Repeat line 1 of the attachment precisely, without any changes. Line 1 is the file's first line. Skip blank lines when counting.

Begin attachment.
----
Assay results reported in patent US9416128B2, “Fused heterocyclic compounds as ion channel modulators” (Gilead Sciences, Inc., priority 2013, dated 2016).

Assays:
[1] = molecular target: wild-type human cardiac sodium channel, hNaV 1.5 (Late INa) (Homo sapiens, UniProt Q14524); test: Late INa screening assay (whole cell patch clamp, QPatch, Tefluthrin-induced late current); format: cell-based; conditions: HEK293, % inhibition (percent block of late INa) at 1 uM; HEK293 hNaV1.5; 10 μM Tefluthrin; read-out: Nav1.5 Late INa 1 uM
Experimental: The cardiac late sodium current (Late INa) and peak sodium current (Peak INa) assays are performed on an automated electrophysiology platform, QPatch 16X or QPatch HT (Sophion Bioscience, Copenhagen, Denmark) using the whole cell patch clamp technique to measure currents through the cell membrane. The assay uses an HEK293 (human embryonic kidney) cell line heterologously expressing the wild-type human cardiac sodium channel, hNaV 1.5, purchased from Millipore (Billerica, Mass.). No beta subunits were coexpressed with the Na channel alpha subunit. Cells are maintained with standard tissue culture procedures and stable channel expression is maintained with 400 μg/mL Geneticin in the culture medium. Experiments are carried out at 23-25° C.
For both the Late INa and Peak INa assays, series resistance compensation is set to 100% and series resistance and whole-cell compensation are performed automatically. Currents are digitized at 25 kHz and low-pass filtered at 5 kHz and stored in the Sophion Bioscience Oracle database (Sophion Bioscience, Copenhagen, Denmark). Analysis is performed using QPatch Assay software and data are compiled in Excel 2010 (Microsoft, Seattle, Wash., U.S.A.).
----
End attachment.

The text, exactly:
Assay results reported in patent US9416128B2, “Fused heterocyclic compounds as ion channel modulators” (Gilead Sciences, Inc., priority 2013, dated 2016).